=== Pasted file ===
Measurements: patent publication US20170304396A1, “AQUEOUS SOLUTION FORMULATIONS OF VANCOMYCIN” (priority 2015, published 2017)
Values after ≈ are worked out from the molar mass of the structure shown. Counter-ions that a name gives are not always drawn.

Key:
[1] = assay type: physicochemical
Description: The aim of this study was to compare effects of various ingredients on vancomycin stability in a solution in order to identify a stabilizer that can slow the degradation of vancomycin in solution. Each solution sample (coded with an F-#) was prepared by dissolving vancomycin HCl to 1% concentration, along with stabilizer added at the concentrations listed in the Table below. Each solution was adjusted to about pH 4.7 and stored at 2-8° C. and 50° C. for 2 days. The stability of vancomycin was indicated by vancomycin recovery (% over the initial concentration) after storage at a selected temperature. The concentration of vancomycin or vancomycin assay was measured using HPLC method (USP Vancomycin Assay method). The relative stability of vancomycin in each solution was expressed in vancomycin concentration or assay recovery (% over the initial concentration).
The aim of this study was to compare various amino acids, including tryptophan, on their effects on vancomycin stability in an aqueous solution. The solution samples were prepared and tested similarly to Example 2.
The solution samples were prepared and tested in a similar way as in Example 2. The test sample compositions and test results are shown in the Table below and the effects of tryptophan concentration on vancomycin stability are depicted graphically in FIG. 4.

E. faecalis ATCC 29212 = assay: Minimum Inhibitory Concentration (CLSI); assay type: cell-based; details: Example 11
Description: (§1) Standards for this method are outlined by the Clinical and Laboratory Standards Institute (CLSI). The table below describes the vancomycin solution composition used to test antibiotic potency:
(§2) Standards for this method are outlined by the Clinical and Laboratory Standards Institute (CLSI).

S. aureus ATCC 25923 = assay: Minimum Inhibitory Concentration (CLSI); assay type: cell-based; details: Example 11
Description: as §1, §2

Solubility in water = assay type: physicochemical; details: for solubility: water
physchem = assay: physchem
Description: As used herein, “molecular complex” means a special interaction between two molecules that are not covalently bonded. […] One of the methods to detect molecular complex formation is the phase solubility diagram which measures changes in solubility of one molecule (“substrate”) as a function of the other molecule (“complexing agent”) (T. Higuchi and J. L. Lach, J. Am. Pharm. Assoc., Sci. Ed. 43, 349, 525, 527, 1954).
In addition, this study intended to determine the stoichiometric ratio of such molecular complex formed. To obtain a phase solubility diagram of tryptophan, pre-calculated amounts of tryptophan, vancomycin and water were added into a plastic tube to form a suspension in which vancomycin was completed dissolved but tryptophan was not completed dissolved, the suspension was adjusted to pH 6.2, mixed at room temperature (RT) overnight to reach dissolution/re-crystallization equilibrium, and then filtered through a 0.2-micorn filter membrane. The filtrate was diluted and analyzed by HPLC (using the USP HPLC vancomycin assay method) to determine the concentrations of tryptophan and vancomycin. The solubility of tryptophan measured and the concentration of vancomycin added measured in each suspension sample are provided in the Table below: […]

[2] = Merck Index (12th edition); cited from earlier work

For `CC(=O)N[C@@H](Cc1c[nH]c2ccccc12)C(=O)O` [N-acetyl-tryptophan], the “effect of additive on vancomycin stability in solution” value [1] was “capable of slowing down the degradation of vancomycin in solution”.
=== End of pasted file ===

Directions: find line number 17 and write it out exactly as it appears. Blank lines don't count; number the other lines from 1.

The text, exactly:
[2] = Merck Index (12th edition); cited from earlier work